Individual differences in working memory capacity are unrelated to the magnitudes of retrocue benefits
Ye, C., Xu, Q., Liu, X., Astikainen, P., Zhu, Y., Hu, Z., & Liu, Q. (2021). Individual differences in working memory capacity are unrelated to the magnitudes of retrocue benefits. Scientific Reports, 11, Article 7258. https://doi.org/10.1038/s41598-021-86515-5
Published inScientific Reports
© 2021 the Authors
Previous studies have associated visual working memory (VWM) capacity with the use of internal attention. Retrocues, which direct internal attention to a particular object or feature dimension, can improve VWM performance (i.e., retrocue benefit, RCB). However, so far, no study has investigated the relationship between VWM capacity and the magnitudes of RCBs obtained from object-based and dimension-based retrocues. The present study explored individual differences in the magnitudes of object- and dimension-based RCBs and their relationships with VWM capacity. Participants completed a VWM capacity measurement, an object-based cue task, and a dimension-based cue task. We confirmed that both object- and dimension-based retrocues could improve VWM performance. We also found a significant positive correlation between the magnitudes of object- and dimension-based RCB indexes, suggesting a partly overlapping mechanism between the use of object- and dimension-based retrocues. However, our results provided no evidence for a correlation between VWM capacity and the magnitudes of the object- or dimension-based RCBs. Although inadequate attention control is usually assumed to be associated with VWM capacity, the results suggest that the internal attention mechanism for using retrocues in VWM retention is independent of VWM capacity. ...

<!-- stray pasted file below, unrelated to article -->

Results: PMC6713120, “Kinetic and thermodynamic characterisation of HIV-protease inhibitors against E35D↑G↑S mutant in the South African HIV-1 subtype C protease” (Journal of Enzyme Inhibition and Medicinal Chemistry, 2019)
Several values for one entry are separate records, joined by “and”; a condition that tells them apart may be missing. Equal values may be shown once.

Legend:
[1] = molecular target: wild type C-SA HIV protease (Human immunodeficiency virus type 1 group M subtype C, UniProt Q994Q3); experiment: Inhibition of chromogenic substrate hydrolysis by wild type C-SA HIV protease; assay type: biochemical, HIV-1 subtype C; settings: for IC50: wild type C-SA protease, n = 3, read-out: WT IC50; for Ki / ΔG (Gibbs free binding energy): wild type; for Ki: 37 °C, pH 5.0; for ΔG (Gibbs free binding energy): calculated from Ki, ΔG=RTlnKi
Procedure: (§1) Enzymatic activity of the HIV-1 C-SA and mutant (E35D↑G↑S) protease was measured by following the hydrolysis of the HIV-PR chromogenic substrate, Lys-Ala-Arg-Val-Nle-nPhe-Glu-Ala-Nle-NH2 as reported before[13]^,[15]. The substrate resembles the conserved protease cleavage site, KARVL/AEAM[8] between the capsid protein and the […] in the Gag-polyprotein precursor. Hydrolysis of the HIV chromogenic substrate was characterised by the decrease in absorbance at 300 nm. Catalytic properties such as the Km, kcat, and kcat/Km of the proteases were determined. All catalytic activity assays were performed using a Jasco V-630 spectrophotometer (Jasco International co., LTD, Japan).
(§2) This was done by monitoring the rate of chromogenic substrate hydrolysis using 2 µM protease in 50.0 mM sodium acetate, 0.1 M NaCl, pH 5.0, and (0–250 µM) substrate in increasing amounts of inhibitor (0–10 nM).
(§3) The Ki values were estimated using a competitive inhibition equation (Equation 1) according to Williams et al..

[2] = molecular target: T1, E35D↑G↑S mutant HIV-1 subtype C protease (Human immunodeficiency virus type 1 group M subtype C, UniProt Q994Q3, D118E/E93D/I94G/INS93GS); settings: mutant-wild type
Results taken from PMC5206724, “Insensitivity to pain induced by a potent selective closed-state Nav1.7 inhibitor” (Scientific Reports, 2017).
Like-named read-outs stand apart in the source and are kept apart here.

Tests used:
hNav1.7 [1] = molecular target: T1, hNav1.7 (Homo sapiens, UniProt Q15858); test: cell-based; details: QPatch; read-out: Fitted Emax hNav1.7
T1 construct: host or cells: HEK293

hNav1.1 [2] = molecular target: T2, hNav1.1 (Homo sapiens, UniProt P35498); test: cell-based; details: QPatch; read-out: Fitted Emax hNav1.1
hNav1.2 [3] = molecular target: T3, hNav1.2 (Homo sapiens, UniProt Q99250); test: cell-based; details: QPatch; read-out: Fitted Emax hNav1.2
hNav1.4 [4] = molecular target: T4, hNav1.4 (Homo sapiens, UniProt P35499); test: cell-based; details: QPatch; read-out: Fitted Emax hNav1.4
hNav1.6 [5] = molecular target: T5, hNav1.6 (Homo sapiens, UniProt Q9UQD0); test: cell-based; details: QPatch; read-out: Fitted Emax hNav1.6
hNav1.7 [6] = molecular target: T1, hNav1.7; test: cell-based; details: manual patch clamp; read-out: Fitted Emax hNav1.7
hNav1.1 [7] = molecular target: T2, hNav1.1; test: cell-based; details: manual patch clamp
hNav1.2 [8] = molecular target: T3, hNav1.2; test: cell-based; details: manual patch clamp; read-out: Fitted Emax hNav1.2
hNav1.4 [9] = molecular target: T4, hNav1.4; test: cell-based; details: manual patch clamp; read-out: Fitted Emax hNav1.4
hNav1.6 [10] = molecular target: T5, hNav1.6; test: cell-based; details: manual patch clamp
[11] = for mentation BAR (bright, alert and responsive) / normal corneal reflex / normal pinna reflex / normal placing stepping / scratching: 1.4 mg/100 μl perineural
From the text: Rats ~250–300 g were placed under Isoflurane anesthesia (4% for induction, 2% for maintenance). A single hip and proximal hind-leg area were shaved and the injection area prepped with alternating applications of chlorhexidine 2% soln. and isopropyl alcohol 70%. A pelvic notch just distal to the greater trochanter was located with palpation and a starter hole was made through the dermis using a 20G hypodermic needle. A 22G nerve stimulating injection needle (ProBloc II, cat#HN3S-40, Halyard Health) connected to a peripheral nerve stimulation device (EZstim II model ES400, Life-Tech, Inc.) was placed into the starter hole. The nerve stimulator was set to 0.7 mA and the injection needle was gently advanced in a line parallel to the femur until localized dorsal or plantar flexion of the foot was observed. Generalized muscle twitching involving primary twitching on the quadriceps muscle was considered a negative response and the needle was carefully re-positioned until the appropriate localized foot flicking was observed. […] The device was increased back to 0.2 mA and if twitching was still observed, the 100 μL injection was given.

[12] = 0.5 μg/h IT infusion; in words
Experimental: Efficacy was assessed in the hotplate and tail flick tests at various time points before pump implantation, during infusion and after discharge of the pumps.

PublisherNature Publishing Group
Publication in research information system
MetadataShow full item record
Related funder(s)Academy of Finland
Funding program(s)Postdoctoral Researcher, AoF
Additional information about fundingThis work was supported by grants from the National Natural Science Foundation of China (No. 31700948 and No. 31600883), and the Academy of Finland (No. 333649 to C.Y.).
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